Q1. What province in Canada is known for its Celtic and Gaelic traditions?
- Nova Scotia
- Newfoundland and Labrador
- Prince Edward Island
- New Brunswick
Correct Answer: Nova Scotia
Q2. Which of the options is NOT true with respect to the Head of State’s role?
- He/she is the guardian of the Constitution’s freedoms
- He/she is a reflection of Canada’s history
- He/she has an important non-partisan role
- He/she directs the government
Correct Answer: The Head of State directs the government
Q3. Sir Louis-Hippolyte La Fontaine was:
- The author of the phrase Dominion of Canada
- The first Prime Minister of Canada
- The first head/leader of a responsible government in Canada in 1849
- The Father of the Confederation from New Brunswick
Correct Answer: The first head/leader of a responsible government in Canada in 1849
Q4. Who is Canada’s Head of State?
- The Prime Minister
- The Governor General
- The Lt. Governor
- The Sovereign
Correct Answer: The Sovereign
Q5. Which of the following is NOT a provincial/territorial responsibility?
- Property and civil rights
- Foreign policy
Correct Answer: Foreign Policy
Q6. Where is the majority of immigrants to Canada come from?
- The United States
Correct Answer: Asia
Q7. How are the Senators chosen?
- They are appointed by Lt. Governors
- They are elected by Canadian citizens
- They are chosen by the Prime Minister and appointed by the Governor General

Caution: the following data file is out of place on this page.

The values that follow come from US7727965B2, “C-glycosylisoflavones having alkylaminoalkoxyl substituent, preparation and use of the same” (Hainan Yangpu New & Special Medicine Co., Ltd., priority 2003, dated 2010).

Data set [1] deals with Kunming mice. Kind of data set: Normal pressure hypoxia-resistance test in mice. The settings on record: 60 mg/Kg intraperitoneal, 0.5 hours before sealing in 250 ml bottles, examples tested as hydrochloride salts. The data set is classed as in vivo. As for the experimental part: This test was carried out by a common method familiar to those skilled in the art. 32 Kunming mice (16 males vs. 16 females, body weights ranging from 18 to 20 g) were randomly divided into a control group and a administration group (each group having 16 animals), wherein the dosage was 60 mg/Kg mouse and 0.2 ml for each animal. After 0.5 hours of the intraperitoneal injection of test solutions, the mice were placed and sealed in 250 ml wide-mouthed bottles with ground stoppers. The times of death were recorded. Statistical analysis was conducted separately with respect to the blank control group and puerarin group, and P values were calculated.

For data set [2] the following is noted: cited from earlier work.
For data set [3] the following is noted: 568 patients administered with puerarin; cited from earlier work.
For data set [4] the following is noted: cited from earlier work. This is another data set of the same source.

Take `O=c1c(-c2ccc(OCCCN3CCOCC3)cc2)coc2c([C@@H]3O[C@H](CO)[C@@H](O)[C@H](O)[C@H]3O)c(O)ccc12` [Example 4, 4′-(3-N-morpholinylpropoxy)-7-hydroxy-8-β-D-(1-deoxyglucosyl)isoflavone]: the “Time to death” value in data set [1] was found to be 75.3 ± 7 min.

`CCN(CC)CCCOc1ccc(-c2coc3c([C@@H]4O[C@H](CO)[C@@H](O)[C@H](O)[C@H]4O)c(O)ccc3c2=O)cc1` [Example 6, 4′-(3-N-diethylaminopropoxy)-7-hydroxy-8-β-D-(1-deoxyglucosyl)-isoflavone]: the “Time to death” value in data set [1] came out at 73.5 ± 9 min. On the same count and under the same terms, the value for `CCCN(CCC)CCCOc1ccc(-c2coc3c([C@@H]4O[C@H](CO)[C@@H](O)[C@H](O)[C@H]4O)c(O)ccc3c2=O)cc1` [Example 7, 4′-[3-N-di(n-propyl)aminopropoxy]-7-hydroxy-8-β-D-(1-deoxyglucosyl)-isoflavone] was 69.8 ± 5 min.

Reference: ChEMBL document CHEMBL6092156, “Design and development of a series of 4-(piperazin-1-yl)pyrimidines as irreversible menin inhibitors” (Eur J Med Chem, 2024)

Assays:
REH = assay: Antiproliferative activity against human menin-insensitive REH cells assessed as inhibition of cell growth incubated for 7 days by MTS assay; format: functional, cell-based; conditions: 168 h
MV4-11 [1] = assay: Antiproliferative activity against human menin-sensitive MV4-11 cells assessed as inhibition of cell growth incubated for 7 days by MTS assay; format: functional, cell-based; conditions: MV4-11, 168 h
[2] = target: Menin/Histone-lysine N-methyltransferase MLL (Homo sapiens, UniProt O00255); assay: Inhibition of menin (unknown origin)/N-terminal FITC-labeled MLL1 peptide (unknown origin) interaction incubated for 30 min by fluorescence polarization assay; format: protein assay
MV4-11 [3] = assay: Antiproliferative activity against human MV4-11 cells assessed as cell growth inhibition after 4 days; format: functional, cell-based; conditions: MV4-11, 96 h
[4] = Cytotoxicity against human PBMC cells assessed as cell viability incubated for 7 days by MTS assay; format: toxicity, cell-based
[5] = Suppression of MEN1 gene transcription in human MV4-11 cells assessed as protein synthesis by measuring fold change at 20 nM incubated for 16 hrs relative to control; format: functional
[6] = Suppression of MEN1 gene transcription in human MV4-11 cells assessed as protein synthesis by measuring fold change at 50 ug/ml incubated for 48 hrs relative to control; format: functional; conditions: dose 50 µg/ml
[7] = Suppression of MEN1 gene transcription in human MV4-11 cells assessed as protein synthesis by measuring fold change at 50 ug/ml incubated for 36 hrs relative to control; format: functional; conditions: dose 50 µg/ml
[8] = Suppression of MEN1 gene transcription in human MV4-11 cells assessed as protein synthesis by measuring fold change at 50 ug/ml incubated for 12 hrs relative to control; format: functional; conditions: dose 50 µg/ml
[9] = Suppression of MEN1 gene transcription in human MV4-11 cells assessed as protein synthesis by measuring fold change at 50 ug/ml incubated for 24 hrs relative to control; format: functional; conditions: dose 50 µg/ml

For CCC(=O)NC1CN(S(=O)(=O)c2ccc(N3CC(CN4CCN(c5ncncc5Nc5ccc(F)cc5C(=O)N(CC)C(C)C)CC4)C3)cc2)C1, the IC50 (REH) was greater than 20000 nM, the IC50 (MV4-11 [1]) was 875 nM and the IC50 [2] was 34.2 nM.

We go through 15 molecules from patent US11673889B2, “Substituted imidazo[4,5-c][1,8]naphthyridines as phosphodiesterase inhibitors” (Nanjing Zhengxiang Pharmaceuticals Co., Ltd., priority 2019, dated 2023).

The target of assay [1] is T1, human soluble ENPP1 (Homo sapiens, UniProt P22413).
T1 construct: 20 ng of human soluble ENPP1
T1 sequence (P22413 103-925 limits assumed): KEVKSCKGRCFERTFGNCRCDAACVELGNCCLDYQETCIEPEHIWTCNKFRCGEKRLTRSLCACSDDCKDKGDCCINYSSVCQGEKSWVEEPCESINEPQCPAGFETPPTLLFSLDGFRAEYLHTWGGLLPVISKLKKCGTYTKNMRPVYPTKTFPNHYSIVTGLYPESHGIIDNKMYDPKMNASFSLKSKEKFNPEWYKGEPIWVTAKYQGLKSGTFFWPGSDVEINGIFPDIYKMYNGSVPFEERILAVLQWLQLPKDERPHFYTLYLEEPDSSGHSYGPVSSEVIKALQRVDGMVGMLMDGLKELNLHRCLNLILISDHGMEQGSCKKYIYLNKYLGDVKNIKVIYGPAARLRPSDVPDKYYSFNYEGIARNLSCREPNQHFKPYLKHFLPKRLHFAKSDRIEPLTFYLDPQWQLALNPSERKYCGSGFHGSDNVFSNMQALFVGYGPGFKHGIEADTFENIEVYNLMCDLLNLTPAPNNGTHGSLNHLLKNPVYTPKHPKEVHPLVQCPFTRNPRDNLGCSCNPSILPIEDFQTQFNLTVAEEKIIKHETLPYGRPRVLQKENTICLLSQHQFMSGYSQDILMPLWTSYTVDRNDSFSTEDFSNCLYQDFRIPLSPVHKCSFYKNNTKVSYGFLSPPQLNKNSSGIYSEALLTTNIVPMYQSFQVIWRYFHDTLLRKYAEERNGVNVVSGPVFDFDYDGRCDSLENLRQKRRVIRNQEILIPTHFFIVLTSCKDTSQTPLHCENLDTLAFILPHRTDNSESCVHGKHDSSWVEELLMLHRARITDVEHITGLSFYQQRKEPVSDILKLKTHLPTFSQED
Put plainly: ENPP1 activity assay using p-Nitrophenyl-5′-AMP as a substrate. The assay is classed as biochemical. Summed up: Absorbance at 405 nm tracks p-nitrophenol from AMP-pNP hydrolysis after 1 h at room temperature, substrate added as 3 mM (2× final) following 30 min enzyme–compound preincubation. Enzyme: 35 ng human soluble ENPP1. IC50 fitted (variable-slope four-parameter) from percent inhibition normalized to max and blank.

- They are appointed by the Sovereign
Correct Answer: They are chosen by the Prime Minister and appointed by the Governor General
Q8. How many Canadians died in World War II?
Correct Answer: 44,000
Q9. Where do most Métis live?
- In the Atlantic Provinces
- In Central Canada
- In the Prairie Provinces
- In Quebec
Correct Answer: In the Prairie Provinces
Q10. Name 4 rights mentioned in the Canadian Charter of Rights and Freedom
- Mobility rights, Right to Vote, Aboriginal People’s rights, Freedom to Disobey the Law
- Mobility rights, Official Language Rights, Aboriginal People’s Rights, Multiculturalism
- Mobility rights, Right to life, Official Language Rights, Right to a University Education
- Mobility rights, Right to Vote, Right to buy property, Multiculturalism Rights
Correct Answer: Mobility rights, Official Language Rights, Aboriginal People’s Rights, and Multiculturalism
After the Canadian Citizen Test
Most applicant’s clear this test. However, if an applicant does not clear the test on their first attempt, he/she may retake the test. If they still fail to clear the test, they will have a 15-20 minute interview with a citizenship judge who will ask the applicant another set of 20 questions.
These may be multiple choice questions, true or false questions or explanatory questions and answers. Based on the answers given to these questions, the Judge will decide whether or not to give the applicant citizenship.
On the other hand, if the applicant clears the test, he or she will be invited to participate in a citizenship ceremony within the next 6 months. At the ceremony, the applicant must take the citizenship oath after which he or she will be given a citizenship certificate.